How much muscle strength is required to walk in a crouch gait?

Katherine M. Steele, Marjolein M. van der Krogt, Michael H. Schwartz, Scott L. Delp

Research output: Contribution to journalArticlepeer-review

74 Scopus citations


Muscle weakness is commonly cited as a cause of crouch gait in individuals with cerebral palsy; however, outcomes after strength training are variable and mechanisms by which muscle weakness may contribute to crouch gait are unclear. Understanding how much muscle strength is required to walk in a crouch gait compared to an unimpaired gait may provide insight into how muscle weakness contributes to crouch gait and assist in the design of strength training programs. The goal of this study was to examine how much muscle groups could be weakened before crouch gait becomes impossible. To investigate this question, we first created muscle-driven simulations of gait for three typically developing children and six children with cerebral palsy who walked with varying degrees of crouch severity. We then simulated muscle weakness by systematically reducing the maximum isometric force of each muscle group until the simulation could no longer reproduce each subject's gait. This analysis indicated that moderate crouch gait required significantly more knee extensor strength than unimpaired gait. In contrast, moderate crouch gait required significantly less hip abductor strength than unimpaired gait, and mild crouch gait required significantly less ankle plantarflexor strength than unimpaired gait. The reduced strength required from the hip abductors and ankle plantarflexors during crouch gait suggests that weakness of these muscle groups may contribute to crouch gait and that these muscle groups are potential targets for strength training.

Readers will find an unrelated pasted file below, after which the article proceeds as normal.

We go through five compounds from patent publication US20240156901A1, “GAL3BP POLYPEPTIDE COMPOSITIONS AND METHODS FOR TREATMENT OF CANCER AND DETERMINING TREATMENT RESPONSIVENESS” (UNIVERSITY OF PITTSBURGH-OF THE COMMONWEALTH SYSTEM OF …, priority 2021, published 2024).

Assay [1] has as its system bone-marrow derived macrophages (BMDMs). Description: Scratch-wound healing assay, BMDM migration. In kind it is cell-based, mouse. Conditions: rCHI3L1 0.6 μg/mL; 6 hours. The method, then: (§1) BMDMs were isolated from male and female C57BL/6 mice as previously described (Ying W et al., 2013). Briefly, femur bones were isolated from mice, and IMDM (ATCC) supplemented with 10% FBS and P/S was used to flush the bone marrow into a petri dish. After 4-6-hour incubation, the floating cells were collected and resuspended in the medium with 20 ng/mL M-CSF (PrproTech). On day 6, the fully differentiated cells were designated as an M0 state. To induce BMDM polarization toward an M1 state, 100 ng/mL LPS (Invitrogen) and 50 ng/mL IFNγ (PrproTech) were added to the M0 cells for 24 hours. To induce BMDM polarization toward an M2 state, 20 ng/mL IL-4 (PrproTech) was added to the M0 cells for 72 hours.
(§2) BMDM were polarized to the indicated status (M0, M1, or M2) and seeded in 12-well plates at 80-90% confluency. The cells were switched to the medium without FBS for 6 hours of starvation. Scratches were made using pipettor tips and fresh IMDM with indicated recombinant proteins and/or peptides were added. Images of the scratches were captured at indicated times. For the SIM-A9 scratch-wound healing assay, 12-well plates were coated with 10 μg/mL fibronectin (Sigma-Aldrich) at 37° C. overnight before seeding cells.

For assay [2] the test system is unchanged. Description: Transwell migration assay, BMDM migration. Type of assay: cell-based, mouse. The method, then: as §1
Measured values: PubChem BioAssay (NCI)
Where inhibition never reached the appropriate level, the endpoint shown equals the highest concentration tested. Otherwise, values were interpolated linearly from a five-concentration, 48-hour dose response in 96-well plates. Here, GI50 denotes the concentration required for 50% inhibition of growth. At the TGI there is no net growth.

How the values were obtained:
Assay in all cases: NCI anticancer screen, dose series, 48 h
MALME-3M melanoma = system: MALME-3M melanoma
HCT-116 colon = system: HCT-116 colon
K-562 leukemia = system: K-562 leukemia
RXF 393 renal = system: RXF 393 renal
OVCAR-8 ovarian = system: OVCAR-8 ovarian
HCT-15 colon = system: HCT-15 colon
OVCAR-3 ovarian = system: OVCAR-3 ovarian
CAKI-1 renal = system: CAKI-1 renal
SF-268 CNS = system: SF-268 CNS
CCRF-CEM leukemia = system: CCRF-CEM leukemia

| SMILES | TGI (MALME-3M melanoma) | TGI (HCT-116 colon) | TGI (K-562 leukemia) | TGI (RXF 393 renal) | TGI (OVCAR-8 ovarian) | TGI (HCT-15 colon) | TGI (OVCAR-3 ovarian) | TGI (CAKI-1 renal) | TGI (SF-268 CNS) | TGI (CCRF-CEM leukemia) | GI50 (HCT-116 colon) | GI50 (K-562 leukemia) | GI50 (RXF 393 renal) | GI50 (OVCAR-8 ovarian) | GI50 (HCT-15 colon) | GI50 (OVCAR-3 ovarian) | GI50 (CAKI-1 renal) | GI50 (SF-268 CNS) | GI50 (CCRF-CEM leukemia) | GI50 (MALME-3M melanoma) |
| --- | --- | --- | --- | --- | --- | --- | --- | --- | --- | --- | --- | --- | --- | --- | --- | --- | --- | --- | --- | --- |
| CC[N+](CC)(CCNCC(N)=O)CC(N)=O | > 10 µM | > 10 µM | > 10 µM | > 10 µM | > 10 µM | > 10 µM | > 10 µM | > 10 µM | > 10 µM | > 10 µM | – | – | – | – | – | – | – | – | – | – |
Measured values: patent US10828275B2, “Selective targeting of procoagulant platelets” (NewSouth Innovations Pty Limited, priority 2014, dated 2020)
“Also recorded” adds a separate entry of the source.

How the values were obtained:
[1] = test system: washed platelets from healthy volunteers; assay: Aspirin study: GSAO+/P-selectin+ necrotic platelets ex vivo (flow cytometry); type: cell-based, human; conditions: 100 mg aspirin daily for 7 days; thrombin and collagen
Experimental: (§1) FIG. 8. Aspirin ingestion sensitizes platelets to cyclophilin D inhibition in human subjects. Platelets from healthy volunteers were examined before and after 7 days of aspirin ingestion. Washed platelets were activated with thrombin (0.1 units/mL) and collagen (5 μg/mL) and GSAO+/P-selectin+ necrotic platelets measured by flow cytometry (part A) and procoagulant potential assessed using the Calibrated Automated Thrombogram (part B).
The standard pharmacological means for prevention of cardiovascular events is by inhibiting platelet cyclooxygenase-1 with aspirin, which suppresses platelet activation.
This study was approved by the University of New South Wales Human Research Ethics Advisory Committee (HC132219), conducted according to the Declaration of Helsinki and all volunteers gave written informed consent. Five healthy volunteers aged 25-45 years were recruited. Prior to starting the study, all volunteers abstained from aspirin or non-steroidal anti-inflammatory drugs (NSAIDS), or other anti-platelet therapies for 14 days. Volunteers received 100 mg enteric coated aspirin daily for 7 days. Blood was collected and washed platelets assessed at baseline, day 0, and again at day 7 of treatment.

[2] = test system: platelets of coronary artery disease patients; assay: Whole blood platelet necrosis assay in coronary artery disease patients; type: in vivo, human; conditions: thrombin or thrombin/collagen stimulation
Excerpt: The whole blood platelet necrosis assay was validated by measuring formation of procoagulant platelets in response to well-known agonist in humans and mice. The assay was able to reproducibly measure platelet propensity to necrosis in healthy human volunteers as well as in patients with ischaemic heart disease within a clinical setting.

Original languageEnglish (US)
Pages (from-to)2564-2569
Number of pages6
JournalJournal of Biomechanics
Issue number15
StatePublished - Oct 11 2012

Bibliographical note

Funding Information:
The authors thank the staff of the James R. Gage Center for Gait and Motion Analysis at Gillette Children’s Specialty Healthcare. This work was funded by NIH grants R01 HD033929 , R24 HD065690 , and U54 GM072970 , and an NSF Graduate Research Fellowship.


  • Cerebral palsy
  • Crouch gait
  • Muscle
  • Simulation
  • Strength


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